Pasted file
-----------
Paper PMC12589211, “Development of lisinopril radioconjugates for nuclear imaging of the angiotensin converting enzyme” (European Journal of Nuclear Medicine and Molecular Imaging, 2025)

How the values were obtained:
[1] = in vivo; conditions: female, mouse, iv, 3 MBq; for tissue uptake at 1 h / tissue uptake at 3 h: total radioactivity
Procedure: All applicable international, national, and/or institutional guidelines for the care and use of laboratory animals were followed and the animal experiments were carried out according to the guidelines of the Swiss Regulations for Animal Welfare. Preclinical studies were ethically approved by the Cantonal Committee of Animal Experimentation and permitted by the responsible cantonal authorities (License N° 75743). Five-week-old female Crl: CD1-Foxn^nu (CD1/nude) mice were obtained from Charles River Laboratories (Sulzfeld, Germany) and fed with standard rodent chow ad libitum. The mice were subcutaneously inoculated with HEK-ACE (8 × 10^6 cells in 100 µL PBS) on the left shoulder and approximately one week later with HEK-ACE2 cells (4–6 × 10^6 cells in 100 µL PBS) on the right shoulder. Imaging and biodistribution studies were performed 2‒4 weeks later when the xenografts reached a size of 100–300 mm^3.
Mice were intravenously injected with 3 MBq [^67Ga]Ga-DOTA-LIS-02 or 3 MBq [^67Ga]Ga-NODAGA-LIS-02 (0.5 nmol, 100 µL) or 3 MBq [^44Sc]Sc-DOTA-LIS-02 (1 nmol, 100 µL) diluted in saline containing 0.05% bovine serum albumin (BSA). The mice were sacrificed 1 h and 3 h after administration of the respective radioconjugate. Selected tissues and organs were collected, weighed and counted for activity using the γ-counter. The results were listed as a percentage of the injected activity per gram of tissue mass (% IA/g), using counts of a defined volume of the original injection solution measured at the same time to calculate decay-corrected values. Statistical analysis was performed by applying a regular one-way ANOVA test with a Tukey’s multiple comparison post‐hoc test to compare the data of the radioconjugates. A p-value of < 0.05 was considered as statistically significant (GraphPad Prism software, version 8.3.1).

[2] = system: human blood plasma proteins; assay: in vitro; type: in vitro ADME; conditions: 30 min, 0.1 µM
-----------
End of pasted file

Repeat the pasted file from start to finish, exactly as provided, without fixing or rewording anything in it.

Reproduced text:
Paper PMC12589211, “Development of lisinopril radioconjugates for nuclear imaging of the angiotensin converting enzyme” (European Journal of Nuclear Medicine and Molecular Imaging, 2025)

How the values were obtained:
[1] = in vivo; conditions: female, mouse, iv, 3 MBq; for tissue uptake at 1 h / tissue uptake at 3 h: total radioactivity
Procedure: All applicable international, national, and/or institutional guidelines for the care and use of laboratory animals were followed and the animal experiments were carried out according to the guidelines of the Swiss Regulations for Animal Welfare. Preclinical studies were ethically approved by the Cantonal Committee of Animal Experimentation and permitted by the responsible cantonal authorities (License N° 75743). Five-week-old female Crl: CD1-Foxn^nu (CD1/nude) mice were obtained from Charles River Laboratories (Sulzfeld, Germany) and fed with standard rodent chow ad libitum. The mice were subcutaneously inoculated with HEK-ACE (8 × 10^6 cells in 100 µL PBS) on the left shoulder and approximately one week later with HEK-ACE2 cells (4–6 × 10^6 cells in 100 µL PBS) on the right shoulder. Imaging and biodistribution studies were performed 2‒4 weeks later when the xenografts reached a size of 100–300 mm^3.
Mice were intravenously injected with 3 MBq [^67Ga]Ga-DOTA-LIS-02 or 3 MBq [^67Ga]Ga-NODAGA-LIS-02 (0.5 nmol, 100 µL) or 3 MBq [^44Sc]Sc-DOTA-LIS-02 (1 nmol, 100 µL) diluted in saline containing 0.05% bovine serum albumin (BSA). The mice were sacrificed 1 h and 3 h after administration of the respective radioconjugate. Selected tissues and organs were collected, weighed and counted for activity using the γ-counter. The results were listed as a percentage of the injected activity per gram of tissue mass (% IA/g), using counts of a defined volume of the original injection solution measured at the same time to calculate decay-corrected values. Statistical analysis was performed by applying a regular one-way ANOVA test with a Tukey’s multiple comparison post‐hoc test to compare the data of the radioconjugates. A p-value of < 0.05 was considered as statistically significant (GraphPad Prism software, version 8.3.1).

[2] = system: human blood plasma proteins; assay: in vitro; type: in vitro ADME; conditions: 30 min, 0.1 µM